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through constitutional remedies and held that the principle had to be read into Articles 14 and 16 of the Constitution. In that case a Driver-constable in the Delhi Police Force under the Delhi Administration claimed equal salary as other Drivers and this prayer was granted. The same principle was subsequently followed for the purpose of granting relief in Dhirendra, Chamoli & Anr. v. State of U. P. (1986 1 SCC 637) and Jaipal & Ors. v. State of Haryana & Ors.(1988 3 SCC 354). In the case of Federation of All India Customs and Central Excise Stenographers (Recognised), & Ors. v. Union of India & ors. (1988 3 SCC 91), however, this Court explained the principle of ’equal pay for eaual work’ by holding that differentiation in pay-scales among government servants holding same posts and performing similar work on the basis of difference in the degree of responsibility, reliability and confidentiality would be a valid differentiation. In that case different pay-scales fixed for Stenographers (Grade I) working in the Central Secretariat and those attached to the heads’ of subordinate offices on the basis of a recommendation of the Pay Commission was held as not violating Article 14 and as not being contrary to the principle of equal pay for equal work’. This Court also said that the judgment of administrative authorities concerning the responsibilities which attach to the post, and the degree of reliability expected of an incumbent, would be a value judgment of the concerned authorities which, if arrived at bona fide, reasonably and rationally, was not open to interference by the court. In the case of State of U.P. & Ors. v. J.P. Chaurasia & Ors. (1989 1 SCC 121) this Court again sounded a note of caution. It pointed out that the Principle of ’equal pay for equal work’ has no mechanical application in every case of similar work. Article 14 permits reasonable classification based on qualities or characteristics of persons recruited and grouped together, as against those who are left out. Of course, these qualities or characteristics must have a reasonable relation to the object sought to be achieved. In the case before the Court, the Bench Secretaries in the High Court of Allahabad claimed the same pay as Section Officers. While negativing this claim, the court said that in service matters merit or experience can be e proper basis for classification for the purposes of pay in order to promote efficiency in administration. That apart, a higher pay-scale to avoid stagnation or resultant frustration for lack of promotional avenues is also an acceptable reason for pay differentiation. It observed that although all Bench Secretaries may do the same work, their quality of work may differ. Bench Secretaries (Grade I) are selected by a Selection Committee on the basis of merit with due regard to seniority. A higher pay-scale granted to such Bench Secretaries who are evaluated by competent authority cannot be challenged. In the case of Mewa Ram Kanojia v. All India Institute of Medical Sciences & Ors. (1989 2 SCC 235), a classification based on difference in educational qualifications was held as justifying a difference in pay- scales. This Court further observed that the judgment of the Pay Commission in this regard relating to the nature of the job, in the absence of material to the contrary, should be accepted. Referring to these decisions, this Court in the case of Harbans Lal & Ors. v. State of Himachal Pradesh & Ors. (1989 4 SCC 459) summed up the position by stating that a mere nomenclature designating a person as a Carpenter or a Craftsman was not enough to come to the conclusion that he was doing the same work as another Carpenter in regular
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service. In that case, Carpenters employed by the Himachal Pradesh Handicraft Corporation on daily wages sought parity of wages with Carpenters in regular service. This Court negatived this contention, holding that a comparison cannot be made with counterparts in other establishments with different management or ever in the establishments in different locations though owned by the same management. The quality of work which is produced may be different and even the nature of work assigned may be different. It is not just a comparison of physical activity. The application of the, principle of ’equal pay for equal work’ requires consideration of various dimensions of a given job. The accuracy required and the dexterity that the job may entail may differ from job to job. It must be left to be evaluated and determined by an expert body. The latest judgment pointed out in this connection is the decision in the case of Ghaziabad Development Authority & Ors. v Vikram Chaudhary & Ors.(1995 5 SCC 120). It is therefore, clear that the quality of work performed by different sets of persons holding different jobs will have to be evaluated. There may be differences in educational or technical qualifications which may have a bearing on the skills which the holders bring to their job although the designation of the job may be the same. There may also be other considerations which have relevance to efficiency in service which may justify differences in pay- scales on the basis of criteria such as experience and seniority, or a need to prevent stagnation in the cadre, so that good performance can be elicited from persons who have reached the top of the pay-scale. There may be various other similar considerations which may have a bearing on efficient performance in a job. This Court has repeatedly observed that evaluation of such jobs for the purposes of pay-scale must be left to expert bodies and, unless there are any mala fides, its evaluation should be accepted. This Court in the case of Harbans Lal & Ors. v. State of Himachal Pradesh & Ors. (supra) further held that daily- rated workmen who were before the Court in that case were entitled to be paid minimum wages admissible to such workmen as prescribed and not the mimimum in the pay-scale applicable to similar employees in regular service unless the employer had decided to make such minimum in the pay- scale applicable to the daily-rated workmen. The same position is reiterated in the case of Ghaziabad Development Authority v. Vikram Chaudhary & Ors. (supra). The respondents, therefore in the present appeals who are employed on daily wages cannot be treated as on a par with persons in regular service of the State of Haryana holding similar posts. Daily-rated workers are not required to possess the qualifications prescribed for regular workers, nor do they have to fulfil the requirement relating to age at the time of recruitment. They are not selected in the manner in which regular employees are selected. In other words the requirements for selection are not as rigorous. There are also other provisions relating to regular service such as the liability of a member of the service to be transferred, and his being subject to the disciplinary jurisdiction of the authorities as prescribed, which the daily-rated workmen are not subjected to. They cannot, therefore, be equated with regular workmen for the purposes for their wages. Nor can they claim the minimum of the regular pay-scale of the regularly employed. The High Court was, therefore, not right in directing that the respondents should be paid the same salary and allowances as are being paid to regular employees holding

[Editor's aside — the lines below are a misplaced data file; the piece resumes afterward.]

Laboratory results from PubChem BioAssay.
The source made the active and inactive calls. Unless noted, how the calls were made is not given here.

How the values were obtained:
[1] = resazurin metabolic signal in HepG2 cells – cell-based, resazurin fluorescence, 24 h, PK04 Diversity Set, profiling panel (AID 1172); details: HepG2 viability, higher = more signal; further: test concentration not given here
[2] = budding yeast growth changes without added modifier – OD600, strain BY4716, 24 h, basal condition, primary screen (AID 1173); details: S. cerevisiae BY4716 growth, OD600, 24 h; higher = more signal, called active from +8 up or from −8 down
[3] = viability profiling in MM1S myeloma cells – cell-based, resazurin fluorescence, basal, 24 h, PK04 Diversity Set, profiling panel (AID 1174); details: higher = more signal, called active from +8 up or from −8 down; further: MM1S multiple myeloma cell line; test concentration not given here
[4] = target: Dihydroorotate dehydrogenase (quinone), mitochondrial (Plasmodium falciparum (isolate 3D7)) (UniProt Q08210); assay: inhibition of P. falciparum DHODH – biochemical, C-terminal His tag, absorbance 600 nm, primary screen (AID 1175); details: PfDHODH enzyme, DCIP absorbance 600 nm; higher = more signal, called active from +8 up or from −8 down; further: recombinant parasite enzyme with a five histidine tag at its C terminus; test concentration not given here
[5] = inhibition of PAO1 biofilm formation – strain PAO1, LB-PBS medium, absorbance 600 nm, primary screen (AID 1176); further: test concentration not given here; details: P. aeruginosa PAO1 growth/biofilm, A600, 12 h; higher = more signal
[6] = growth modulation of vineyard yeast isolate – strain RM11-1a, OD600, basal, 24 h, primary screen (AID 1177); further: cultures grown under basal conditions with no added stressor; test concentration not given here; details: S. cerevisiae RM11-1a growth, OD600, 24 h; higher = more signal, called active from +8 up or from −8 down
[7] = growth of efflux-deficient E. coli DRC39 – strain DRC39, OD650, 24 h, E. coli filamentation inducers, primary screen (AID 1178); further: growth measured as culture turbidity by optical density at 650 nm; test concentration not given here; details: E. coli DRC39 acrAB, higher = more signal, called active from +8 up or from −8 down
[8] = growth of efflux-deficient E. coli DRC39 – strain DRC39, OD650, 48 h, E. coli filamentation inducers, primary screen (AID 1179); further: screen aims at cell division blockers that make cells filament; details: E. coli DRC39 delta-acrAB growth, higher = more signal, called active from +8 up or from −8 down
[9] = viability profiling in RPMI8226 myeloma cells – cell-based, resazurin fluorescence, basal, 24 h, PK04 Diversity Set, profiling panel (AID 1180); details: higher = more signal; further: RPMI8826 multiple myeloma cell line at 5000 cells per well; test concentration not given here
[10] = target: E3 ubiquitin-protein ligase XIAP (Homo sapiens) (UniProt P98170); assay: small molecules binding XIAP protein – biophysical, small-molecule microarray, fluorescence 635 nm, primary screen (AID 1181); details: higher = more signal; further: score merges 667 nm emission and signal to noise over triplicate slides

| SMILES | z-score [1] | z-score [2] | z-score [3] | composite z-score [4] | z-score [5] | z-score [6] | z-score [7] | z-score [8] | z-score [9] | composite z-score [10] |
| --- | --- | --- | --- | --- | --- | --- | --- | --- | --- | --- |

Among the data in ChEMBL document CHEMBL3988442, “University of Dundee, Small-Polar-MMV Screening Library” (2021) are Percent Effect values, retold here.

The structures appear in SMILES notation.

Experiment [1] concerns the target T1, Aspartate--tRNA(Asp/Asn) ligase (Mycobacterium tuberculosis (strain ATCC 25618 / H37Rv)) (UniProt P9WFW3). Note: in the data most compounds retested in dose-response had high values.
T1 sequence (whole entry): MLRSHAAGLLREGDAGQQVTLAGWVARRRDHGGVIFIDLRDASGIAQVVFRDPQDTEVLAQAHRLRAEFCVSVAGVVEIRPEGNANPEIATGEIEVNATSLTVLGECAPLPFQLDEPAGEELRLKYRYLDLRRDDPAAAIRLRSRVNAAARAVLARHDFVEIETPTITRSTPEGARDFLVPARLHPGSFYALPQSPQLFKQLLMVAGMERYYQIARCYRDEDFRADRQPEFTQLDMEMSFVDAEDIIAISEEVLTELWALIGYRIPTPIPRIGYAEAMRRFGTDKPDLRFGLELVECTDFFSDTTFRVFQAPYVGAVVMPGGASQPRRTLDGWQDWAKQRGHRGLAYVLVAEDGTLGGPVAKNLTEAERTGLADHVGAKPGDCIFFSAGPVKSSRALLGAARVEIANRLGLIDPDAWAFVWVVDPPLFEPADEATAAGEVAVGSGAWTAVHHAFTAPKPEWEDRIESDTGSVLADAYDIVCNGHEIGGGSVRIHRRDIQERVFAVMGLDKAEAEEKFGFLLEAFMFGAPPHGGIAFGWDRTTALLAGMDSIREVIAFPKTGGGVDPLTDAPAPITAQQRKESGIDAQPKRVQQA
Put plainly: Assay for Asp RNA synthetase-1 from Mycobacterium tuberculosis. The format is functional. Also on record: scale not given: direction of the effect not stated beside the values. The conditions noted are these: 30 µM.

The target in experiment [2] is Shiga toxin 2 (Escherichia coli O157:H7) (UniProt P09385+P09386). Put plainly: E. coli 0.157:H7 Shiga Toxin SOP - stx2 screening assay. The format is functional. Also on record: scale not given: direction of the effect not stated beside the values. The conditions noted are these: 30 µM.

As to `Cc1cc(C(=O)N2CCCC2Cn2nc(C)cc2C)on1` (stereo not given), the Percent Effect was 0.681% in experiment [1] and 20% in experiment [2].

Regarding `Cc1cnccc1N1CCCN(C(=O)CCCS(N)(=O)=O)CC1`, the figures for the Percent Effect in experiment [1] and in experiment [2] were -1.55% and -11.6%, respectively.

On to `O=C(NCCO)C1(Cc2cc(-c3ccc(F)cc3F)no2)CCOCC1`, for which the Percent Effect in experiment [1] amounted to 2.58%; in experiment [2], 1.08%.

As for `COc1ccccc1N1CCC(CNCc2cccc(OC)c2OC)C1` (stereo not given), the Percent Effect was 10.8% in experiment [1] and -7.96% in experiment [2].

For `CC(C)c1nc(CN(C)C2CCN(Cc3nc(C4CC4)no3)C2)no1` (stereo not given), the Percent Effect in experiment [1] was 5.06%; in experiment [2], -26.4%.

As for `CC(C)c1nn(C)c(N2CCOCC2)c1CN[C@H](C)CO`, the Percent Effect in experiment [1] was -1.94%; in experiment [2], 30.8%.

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similar posts with effect from the dates when the respondents were employed. If a minimum wage is prescribed for such workers, the respondents would be entitled to it if it is more than what they are being paid. The appellants have fairly stated that the Govt. Of Haryana has, from time to time. issued notifications for regularisation of daily-rated workmen such as the respondents on the basis of a policy decision taken by it to regularise the services of such employees as may be specified. Thus, under a Notification of 11th of May, 1994 daily wage earners who had completed five years of service as on 31.3.1993 and who were covered by that notification were entitled to regularisation of their service. The latest notification in this regard is dated 18th of March, ’1996 issued by the General Adminstration, Govt. of Haryana. This deals with regularisation of Work-Charged/Casual/Daily-rated employees with the State of Haryana. It sets out that it has been decided to regularise the service of all those Work- Charged/Casual/Daily-rated employees who have completed three years’ service on 31st of January, 1996 and fulfil other conditions laid down in the Haryana Govt. letter of even number dated 7th of March 1996. Such of the respondents before us who fulfil the prescribed requirements will be, naturally, entitled to the benefit of regularisation. In fact, it has been pointed out to us by the appellants that out of 6,715 daily-rated workers, 3,280 are already regularised as of, 31st January, 1996. This figure of 3,280 includes 2,082 respondents before us. The balance employees could not be regularised as they have not yet completed three year’ of service. Such regularisation is a matter of policy to be decided upon by the State Government. In the premises, the appeals are allowed and judgments and orders of the High Court are set aside. There will, however, be no order as the costs.